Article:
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Tagatameni (Japan Version - English Subtitles) DVD Region 2

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Tagatameni (Japan Version - English Subtitles)
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YesAsia Editorial Description

Asano Tadanobu (Ichi The Killer, Vital) stars in the psychological drama, Tagatameni - literally translated as "For Whom do We Exist?" A young man, Tamio (Asano), is forced to make some serious decisions about his life when his young, beautiful wife is brutally murdered by a delinquent. Too young to go to prison, the boy is sent to a juvenile detention center from which he subsequently escapes. Should Tamio take matters into his own hands and seek vengeance for what has happened to him? Or should he offer forgiveness? If he seeks to avenge his wife's death, will he be damned for eternity? Also starring Erika, Chizuru Ikewaki, and Teppei Koike, and directed by Taro Hyugaji.
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Product Title: Tagatameni (Japan Version - English Subtitles) Tagatameni (日本版 - 英文字幕) Tagatameni (日本版 - 英文字幕) 誰がために Tagatameni (Japan Version - English Subtitles)
Artist Name(s): Asano Tadanobu | Koike Teppei | Ikewaki Chizuru | Erika | Mashima Hidekazu | Kikuchi Rinko 淺野忠信 | 小池徹平 | 池脇千鶴 | Erika | 眞島秀和 | 菊地凜子 浅野忠信 | 小池彻平 | 池脇千鹤 | Erika | 眞岛秀和 | 菊地凛子 浅野忠信 | 小池徹平 | 池脇千鶴 | エリカ | 眞島秀和 | 菊地凛子 Asano Tadanobu | 코이케 테페이 | Ikewaki Chizuru | Erika | Mashima Hidekazu | Kikuchi Rinko
Director: Hyugaji Taro Hyugaji Taro Hyugaji Taro 日向寺太郎 Hyugaji Taro
Release Date: 2006-02-24
Publisher Product Code: BCBJ-2428
Language: Japanese
Subtitles: English
Place of Origin: Japan
Picture Format: NTSC What is it?
Disc Format(s): DVD
Region Code: 2 - Japan, Europe, South Africa, Greenland and the Middle East (including Egypt) What is it?
Publisher: Bandai Visual
Other Information: DVD
Shipment Unit: 1 What is it?
YesAsia Catalog No.: 1004102395

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Professional Review of "Tagatameni (Japan Version - English Subtitles)"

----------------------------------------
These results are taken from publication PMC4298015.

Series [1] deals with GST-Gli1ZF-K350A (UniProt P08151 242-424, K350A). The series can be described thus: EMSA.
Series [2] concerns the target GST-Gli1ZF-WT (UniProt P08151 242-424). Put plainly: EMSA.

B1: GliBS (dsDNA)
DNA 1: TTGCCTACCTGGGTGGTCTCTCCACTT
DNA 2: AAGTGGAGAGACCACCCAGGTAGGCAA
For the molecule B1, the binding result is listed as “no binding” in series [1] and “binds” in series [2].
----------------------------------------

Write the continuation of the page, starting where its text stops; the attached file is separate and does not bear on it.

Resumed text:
December 28, 2005

Tagatameni, which translates from Japanese as "For Whose Sake" or "For Whom Do We Exist", is a revenge drama which is about as slow-burning as you could get. That's not necessarily a bad thing but there's a distinct lack of narrative drive which gives you time to admire the beautiful photography and excellent performances while wondering if the film is ever going to reach any kind of conclusion. The plot is familiar. A photographer called Tamio (Asano Tadanobu) falls in love with Ayako (Erika) and marries her. But when she is three months pregnant, she is irrationally murdered by a young man who, as a juvenile, is given a minimum sentence and released after a year. Ayako wants revenge but is discouraged both by his inner conflicts and his growing affection for an old friend, Mari (Chizuru Ikewaki).

The influence of several other directors hangs heavy over this film, not surprisingly considering that it's a debut feature. There's an obsession with landscape and weather that is reminiscent of the work of Tarkovsky - particularly the notion that staring at an image for a significant time will render it profound. Many of the formal compositions recall Ozu, as does the stately pacing and lack of interest in narrative drive, and the general mood of melancholic resignation brings to mind Bresson. But one unexpected influence seems to be the work of Sean Penn - himself influenced by some of the filmmakers I've just named. You may recall that The Crossing Guard is largely a film about impotence and procrastination, questioning the morality and purpose of revenge and ending in a kind of muted sadness. Similarly, The Pledge saw Jack Nicholson's hero get lost in his notions of heroism and justice. Like Penn's films, the pacing of this film is also slow and meditative.